>> However, I am a fan of having *default* physical
>> preallocation, because as a rule one can trade off space for
>> speed nowadays, and padding files with "future growth" tails
>> is fairly cheap, and one could modify the filesystem code or
>> 'fsck' to reclaim unused space in "future grown" tails.
> When writing lots of small files (e.g. unpacking a kernel
But the ig deal here is that's not something that a filesystem
targeted at high bandwidth multistreaming loads should be
optimized for, at least by default.
While a number of people writing to this mailing list try to
use XFS as a small records DBMS, we read their silly posts
here precisely because it's a stupid idea and thus it works
badly for them, and so they complain. All the guys who use XFS
mostly for the workloads it is good for don't complain, so we
don't read about them here that much.
There is simply no way to optimize for both workloads, because
they require completely different strategies.
BTW, '.a' files exist precisely because "many small files" was
considered a bad idea for '.o' files; I wish that the original
UNIX guys had used '.a' files much more widely, at the very
least for '.h' files and 'man' pages and configuration files.
One of the several details that the BTL guys missed (apart
from 'creat' I mean :->).
> leaving space at the file tail due to preallocation (that will
> never get used)
It will get used, e.g. by 'fsck' or the filesystem itself (let's
call it 'grey' space, and say that it will be reclaimed either
periodically or after all free space has been exahusted).
The overall issue here when you use the future tense "will
never" is that you can only have by default _adaptive_
strategies, and you need _predictive_ ones to handle well
completely different workloads.
That is predictive at the kernel level (and then good luck
making good guesses, even if in some useful simple cases it is
possible) or at the app level (and then userspace sucks, but at
least it's their fault).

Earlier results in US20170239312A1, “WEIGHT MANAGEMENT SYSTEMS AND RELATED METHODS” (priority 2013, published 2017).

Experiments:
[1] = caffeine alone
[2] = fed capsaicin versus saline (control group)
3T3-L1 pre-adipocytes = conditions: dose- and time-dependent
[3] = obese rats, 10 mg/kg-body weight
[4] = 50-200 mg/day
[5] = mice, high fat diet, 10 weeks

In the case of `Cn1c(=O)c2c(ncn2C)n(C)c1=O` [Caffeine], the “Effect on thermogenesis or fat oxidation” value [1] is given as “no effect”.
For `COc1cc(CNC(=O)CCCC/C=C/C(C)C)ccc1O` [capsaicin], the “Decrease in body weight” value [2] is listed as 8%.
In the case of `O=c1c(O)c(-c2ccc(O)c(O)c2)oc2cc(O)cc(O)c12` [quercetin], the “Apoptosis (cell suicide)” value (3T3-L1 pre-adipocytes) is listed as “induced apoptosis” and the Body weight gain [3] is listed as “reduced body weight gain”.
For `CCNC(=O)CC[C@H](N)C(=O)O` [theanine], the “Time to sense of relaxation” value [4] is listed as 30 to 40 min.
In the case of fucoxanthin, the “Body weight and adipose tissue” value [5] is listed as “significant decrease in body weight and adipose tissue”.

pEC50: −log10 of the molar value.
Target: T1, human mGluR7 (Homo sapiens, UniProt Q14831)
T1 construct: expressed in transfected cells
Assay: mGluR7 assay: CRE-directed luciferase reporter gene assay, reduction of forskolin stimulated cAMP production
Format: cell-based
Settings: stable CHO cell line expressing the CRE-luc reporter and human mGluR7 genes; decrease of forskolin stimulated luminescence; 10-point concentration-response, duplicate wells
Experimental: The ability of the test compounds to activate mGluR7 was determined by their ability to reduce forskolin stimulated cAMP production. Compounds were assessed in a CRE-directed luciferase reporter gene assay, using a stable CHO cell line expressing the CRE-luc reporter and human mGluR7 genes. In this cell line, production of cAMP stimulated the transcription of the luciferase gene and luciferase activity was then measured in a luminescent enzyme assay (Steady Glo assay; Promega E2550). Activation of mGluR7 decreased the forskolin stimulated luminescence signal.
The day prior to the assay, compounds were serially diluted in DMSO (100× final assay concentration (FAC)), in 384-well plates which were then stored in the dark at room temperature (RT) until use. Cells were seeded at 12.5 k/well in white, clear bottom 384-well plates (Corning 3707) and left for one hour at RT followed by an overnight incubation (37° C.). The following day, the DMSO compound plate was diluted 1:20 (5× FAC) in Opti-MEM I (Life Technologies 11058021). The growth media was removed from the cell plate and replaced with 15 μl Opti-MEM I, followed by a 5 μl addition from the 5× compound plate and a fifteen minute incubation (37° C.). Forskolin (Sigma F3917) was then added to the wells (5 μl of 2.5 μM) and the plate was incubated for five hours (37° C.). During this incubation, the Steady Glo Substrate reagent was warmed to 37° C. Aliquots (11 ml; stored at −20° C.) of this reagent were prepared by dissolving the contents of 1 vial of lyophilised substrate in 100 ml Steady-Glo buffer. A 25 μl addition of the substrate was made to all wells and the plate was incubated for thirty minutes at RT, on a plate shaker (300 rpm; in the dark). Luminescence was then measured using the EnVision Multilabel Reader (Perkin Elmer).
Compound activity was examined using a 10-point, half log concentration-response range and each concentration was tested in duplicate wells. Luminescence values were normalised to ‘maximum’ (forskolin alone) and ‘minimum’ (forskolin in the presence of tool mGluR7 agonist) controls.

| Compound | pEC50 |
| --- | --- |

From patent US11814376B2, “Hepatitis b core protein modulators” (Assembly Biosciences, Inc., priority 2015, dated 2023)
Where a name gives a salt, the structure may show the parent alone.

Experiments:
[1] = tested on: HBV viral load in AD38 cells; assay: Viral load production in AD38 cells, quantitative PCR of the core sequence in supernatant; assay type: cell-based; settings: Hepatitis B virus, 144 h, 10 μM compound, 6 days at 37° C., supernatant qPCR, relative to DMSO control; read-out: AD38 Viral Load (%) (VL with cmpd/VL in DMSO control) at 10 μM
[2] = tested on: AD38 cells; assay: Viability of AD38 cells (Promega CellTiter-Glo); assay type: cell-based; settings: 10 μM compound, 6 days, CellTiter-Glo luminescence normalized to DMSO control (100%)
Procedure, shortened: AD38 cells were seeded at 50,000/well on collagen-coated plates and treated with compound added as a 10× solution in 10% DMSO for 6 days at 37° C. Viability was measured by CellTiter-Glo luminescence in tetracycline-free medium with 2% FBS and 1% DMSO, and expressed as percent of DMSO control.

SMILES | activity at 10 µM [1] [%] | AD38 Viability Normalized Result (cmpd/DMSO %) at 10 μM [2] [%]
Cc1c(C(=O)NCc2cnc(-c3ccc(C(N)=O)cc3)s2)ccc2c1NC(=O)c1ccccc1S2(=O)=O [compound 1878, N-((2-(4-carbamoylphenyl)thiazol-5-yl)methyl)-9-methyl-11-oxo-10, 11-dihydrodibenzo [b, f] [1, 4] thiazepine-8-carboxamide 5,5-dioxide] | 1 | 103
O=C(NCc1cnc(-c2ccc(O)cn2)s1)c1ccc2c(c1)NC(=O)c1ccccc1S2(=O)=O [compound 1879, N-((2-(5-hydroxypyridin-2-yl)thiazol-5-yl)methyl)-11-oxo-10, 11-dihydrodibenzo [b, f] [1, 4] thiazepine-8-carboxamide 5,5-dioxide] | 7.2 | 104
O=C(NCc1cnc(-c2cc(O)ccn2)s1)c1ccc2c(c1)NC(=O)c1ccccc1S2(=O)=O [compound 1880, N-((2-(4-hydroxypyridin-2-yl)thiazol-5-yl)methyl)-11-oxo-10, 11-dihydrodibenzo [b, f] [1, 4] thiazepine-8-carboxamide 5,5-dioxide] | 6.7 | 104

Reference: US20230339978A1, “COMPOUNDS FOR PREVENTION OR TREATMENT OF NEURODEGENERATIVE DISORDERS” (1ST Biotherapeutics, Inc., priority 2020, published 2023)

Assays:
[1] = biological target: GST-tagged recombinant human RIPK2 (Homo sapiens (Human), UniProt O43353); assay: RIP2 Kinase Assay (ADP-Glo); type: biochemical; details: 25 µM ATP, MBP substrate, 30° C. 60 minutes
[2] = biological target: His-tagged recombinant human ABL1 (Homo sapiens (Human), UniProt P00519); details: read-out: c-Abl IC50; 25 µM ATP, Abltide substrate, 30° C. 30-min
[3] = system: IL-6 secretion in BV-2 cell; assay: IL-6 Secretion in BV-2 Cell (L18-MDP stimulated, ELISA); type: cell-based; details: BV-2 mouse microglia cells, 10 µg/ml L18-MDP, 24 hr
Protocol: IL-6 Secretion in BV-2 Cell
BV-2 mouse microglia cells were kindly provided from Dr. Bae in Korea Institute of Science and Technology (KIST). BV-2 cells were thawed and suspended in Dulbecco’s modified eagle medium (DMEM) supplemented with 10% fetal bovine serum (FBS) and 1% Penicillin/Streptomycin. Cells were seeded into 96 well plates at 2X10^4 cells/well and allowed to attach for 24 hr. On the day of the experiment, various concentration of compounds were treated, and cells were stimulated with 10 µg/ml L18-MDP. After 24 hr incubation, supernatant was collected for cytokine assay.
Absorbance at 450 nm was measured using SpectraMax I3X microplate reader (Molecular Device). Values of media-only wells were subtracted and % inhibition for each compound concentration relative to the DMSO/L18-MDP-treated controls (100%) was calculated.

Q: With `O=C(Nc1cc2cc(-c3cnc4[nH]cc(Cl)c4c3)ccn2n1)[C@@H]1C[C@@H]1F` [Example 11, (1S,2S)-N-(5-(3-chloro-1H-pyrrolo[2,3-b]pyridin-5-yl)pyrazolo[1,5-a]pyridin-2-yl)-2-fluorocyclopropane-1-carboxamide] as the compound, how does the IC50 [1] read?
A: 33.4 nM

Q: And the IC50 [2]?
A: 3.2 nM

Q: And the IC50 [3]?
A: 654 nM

> means that the file data is now sparse on disk instead of
> packed into adjacent blocks.
But even in your case of lots of small files without "tails",
that doesn't work either, because you get lots of little files
that are not quite guaranteed to be contiguous ot each other,
and anyhow if the tails are not large, then even with tails the
files can be "nearly" (most on the same track) contiguous.
> The result? Instead of the elevate merging adjacent file data
> IOs into a large IO, they all get issued individually,
Modern IO subsystems do scatter/gather and mailboxing quite
well, even SATA/SAS nowadays almost does the matter.
> and the seek count for IO goes way up.
Not necessarily -- because many/most files end up together on
the same track/cylinder they would have ended up without tails.
Anyhow for the "many small records DBMS" case,
> Not truncating away the specualtive prealocation beyond EOF
> will cause this,
It will cause some space diffusion, but again you cannot do both
multistreaming high bandwidth and singlestreaming lots of small
files well, and a filesystem should not do the latter anyhow.
And even so, if for example the userspace hints to the file
system that sa file is very unlikely to be modified or appended
to (which is the default for most apps, and could be inferred
for example by no 'w' permissions or other details), the
filesystem need not put tails on it. Even heuristics based on
how many writes (and their interval) and/or seeks have occurred
can be used to asses the need for tails.
But again for the types of workloads XFS targets, one can do the
brute force approach defaulting to tails, and it does not cost
anywhere like this:
> too, and that slows down such workloads by an order of
That sounds way too much. First consider that if a file is less
than 2KiB in size it will have an "internal" tail (in a 4KiB)
block much longer than itself already, and that's already a very
bad idea for small files, as it makes for many more IOPs and IO
bus bandwidth than needed, never mind the cache and RAM space.
And if you are targeting things like that workload, the
greatest improvement is just reducing the block size.
If you do please scale accordingly the following numbers.
Then suppose that each nearly 4KiB file will have a 4KiB tail;
this simply reduce the density of space by a factor of around 2x
(makes a bad situation only 2x worse :->).
In other words leaving (for a while) "tails" on small files
behave somewhat similarly (but much better than) doubling block
size to 8KiB, which is not a catastrophe (the catastrophe has
already happened when default block sizes became 4KiB).
Unless you really want to argue that switching from 4KiB to 8KiB
blocks is really going to cost 10x in performance.
What I mean tails don't *have* to be done stupidly; sure there
are a number of really dumb things in Linux IO (from swap space
prefetching to "plugging"), but a few things seem to have been
designed with some forethought, so one does not need to assume
that they would be necessarily implemented that badly (and no, I
don't have time, as usual, so I stay on my "armchair").